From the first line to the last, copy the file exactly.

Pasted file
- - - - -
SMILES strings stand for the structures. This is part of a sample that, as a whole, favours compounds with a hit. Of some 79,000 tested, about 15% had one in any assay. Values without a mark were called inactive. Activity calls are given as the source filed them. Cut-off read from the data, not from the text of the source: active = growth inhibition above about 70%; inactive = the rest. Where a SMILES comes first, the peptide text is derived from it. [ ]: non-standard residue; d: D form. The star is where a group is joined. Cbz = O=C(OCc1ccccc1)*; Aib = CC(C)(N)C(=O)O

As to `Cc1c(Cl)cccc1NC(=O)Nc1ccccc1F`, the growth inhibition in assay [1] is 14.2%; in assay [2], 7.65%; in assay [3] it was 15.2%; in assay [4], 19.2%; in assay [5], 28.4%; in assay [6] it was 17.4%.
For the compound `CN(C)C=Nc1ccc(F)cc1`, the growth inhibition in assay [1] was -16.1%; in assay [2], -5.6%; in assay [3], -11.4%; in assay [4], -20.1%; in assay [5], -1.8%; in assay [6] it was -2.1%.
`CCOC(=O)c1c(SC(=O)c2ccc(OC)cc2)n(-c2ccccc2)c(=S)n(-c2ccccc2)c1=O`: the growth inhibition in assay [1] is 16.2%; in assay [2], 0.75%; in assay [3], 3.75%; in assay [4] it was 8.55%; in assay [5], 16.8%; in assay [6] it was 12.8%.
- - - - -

SMILES strings stand for the structures. This is part of a sample that, as a whole, favours compounds with a hit. Of some 79,000 tested, about 15% had one in any assay. Values without a mark were called inactive. Activity calls are given as the source filed them. Cut-off read from the data, not from the text of the source: active = growth inhibition above about 70%; inactive = the rest. Where a SMILES comes first, the peptide text is derived from it. [ ]: non-standard residue; d: D form. The star is where a group is joined. Cbz = O=C(OCc1ccccc1)*; Aib = CC(C)(N)C(=O)O

As to `Cc1c(Cl)cccc1NC(=O)Nc1ccccc1F`, the growth inhibition in assay [1] is 14.2%; in assay [2], 7.65%; in assay [3] it was 15.2%; in assay [4], 19.2%; in assay [5], 28.4%; in assay [6] it was 17.4%.
For the compound `CN(C)C=Nc1ccc(F)cc1`, the growth inhibition in assay [1] was -16.1%; in assay [2], -5.6%; in assay [3], -11.4%; in assay [4], -20.1%; in assay [5], -1.8%; in assay [6] it was -2.1%.
`CCOC(=O)c1c(SC(=O)c2ccc(OC)cc2)n(-c2ccccc2)c(=S)n(-c2ccccc2)c1=O`: the growth inhibition in assay [1] is 16.2%; in assay [2], 0.75%; in assay [3], 3.75%; in assay [4] it was 8.55%; in assay [5], 16.8%; in assay [6] it was 12.8%.